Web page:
On the food network stage, the chef threw together random dishes, yelling about the food being sexy and asking for a glass of wine. I had the impression he had already had a few.

We talked to people, made friends, discovered new flavors and a new taste for wine. I was in my element, and would do it all over again to watch my roommate dig into a prime rib sandwich with a sinister grin on her face.

Like after any good meal, I feel satisfied but hungry for more.

food network stage
robyn enjoys her wine

My blog has moved! Redirecting...

You should be automatically redirected. If not, visit and update your bookmarks.

Tuesday, November 13, 2007

lazy morning granola

With two essays behind me, I am taking a deep breath before diving into the rest of my workload.

I spent the morning nibbling away at chai biscotti at my boyfriend's, head deep in a novel while his dog crawled all over me, licking up the crumbs.

He drove me home, the sun shining, people walking along the lakeshore, biking across the long white bridge that runs along the water. It's turning into winter, but the colours of fall are still everywhere, bright leaves scattered on the ground.

Back at home I took a long shower, did some interviews for a story while in my bathrobe and made some granola.

My recent shock at discovering that instant oatmeal holds none of the nutrients of slow cooked oatmeal has led me to go the old fashioned route, stirring my oatmeal for half an hour over the stove until it forms a thick, tasty paste.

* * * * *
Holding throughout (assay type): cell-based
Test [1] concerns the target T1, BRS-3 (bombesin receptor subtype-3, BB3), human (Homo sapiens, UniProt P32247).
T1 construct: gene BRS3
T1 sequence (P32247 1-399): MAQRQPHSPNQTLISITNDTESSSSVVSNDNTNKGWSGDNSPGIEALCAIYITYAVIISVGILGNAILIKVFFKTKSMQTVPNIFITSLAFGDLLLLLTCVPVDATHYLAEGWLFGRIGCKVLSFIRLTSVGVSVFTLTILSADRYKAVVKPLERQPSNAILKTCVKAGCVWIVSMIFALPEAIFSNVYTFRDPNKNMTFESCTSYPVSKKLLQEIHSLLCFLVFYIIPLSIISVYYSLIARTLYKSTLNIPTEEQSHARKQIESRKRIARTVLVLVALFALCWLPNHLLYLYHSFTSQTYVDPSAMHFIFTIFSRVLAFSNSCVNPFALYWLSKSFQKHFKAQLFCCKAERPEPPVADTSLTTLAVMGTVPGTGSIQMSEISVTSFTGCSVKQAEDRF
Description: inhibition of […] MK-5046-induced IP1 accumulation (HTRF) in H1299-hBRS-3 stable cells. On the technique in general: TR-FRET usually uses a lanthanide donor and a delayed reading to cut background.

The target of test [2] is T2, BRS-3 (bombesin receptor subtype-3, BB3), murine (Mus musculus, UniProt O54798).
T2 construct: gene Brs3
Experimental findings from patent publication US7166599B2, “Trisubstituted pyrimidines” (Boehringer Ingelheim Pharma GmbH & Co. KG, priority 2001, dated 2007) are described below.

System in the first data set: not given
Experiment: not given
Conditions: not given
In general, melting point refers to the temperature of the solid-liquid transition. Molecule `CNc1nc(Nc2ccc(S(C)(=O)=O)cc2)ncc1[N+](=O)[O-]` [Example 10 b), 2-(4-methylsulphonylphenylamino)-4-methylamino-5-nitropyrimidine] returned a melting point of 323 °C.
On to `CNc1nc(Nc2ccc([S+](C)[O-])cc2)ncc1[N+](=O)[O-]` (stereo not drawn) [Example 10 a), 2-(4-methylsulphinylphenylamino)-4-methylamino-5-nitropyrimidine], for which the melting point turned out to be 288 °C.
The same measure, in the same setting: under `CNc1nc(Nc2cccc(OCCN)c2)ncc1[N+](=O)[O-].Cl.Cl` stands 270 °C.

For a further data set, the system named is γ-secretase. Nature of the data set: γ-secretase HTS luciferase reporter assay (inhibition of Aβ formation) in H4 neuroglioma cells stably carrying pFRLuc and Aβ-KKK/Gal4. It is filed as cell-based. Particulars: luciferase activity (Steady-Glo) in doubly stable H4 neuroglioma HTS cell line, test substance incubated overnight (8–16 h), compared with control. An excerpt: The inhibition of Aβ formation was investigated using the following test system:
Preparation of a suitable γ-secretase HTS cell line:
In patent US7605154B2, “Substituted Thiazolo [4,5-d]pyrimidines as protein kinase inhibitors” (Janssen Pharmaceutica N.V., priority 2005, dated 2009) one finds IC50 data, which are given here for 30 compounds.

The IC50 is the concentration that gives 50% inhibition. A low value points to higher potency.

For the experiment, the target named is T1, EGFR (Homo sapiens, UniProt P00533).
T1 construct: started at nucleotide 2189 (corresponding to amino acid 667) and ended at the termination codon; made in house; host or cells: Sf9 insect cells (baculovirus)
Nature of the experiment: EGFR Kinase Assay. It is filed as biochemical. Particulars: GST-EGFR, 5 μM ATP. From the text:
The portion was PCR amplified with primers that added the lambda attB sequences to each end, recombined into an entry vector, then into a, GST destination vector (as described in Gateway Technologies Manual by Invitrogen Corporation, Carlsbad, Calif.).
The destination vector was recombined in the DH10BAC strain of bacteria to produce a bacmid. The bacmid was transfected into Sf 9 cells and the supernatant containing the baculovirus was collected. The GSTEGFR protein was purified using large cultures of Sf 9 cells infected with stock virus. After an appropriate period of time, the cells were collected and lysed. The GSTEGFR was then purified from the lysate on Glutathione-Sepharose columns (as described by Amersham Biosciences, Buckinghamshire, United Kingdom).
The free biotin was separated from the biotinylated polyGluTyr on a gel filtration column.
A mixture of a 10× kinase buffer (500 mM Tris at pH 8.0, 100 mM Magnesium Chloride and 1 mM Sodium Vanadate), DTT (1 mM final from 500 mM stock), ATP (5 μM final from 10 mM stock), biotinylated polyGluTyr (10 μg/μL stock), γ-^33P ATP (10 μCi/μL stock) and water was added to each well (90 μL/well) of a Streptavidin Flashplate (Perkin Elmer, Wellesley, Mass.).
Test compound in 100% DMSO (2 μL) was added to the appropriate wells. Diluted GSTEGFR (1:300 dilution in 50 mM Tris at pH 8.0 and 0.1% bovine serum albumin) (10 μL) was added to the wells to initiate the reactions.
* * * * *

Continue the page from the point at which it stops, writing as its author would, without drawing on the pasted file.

Wanting something cruchier, I seasoned my oatmeal and threw it in the oven for 45 minutes and came up with the perfect lazy morning snack.

It was delicious, giving me just enough energy to get to school in time for my afternoon class.

home made granola

Lazy Morning Granola

1-2 cups rolled oats
1/2 tsp nutmeg
1/2 tsp cardamom
1/2 tsp cinamon
1 tsp flax seeds (other seeds and nuts optional)
2-3 tbsp agave nectar (you can also use honey or sugar)

1. Prehead oven to 250 degrees
2. Mix ingredients in saucepan under low heat
3. When oats are coated, scatter them out on a cookie sheet
4. Bake for 45 minutes
5. Allow to cool
6. Enjoy with soy milk, milk or plain yoghurt (Drizzle with more honey if you prefer it sweeter!)

My blog has moved! Redirecting...

You should be automatically redirected. If not, visit and update your bookmarks.

Sunday, November 04, 2007

run, walk, crawl

We sit in across from each other under dim lighting.

I take a sip of my red wine and it goes straight to my head. These days one glass is enough.

I spent the day with a nutritionist, going over foods that will help calm my insomnia and my anxiety. My sleeping is worse than ever with the stress of school and work. She told me I need to cut out sugars, white flour, and focus on foods that will give my body the energy it needs.

My boyfriend tries to understand me, and maybe he does. He tells me to relax more.

If I could I would.

He tells me to stop putting so much on my plate. Every day I have a new dream, a new goal, something more I want to do.

He knows me well.

He's right, and yet I love my wild and crazy dreams, and my urge to take on everything I can.

At one point, my eyes start to water.

He asks me what I'm thinking.

"Sometimes it just all seems so hard. Even the easy things, things other people make look simple. Like sleeping, eating, and getting stuff done."

I take another sip of wine.

The more I question my abilities the more my eyes water.

"You're right," he says, "life can seem so easy sometimes, and sometimes everything is just hard."

We sit in silence, and then, somehow, he finds a way to make me laugh.

My problems are out in the air and no longer seem so daunting.

We pay our bill and walk away from the restaurant, tugging our jackets closed as we fight the cold wind.


"Run when you can, walk when you have to, crawl if you must; just never give up." -Dean Karnazes (Runner)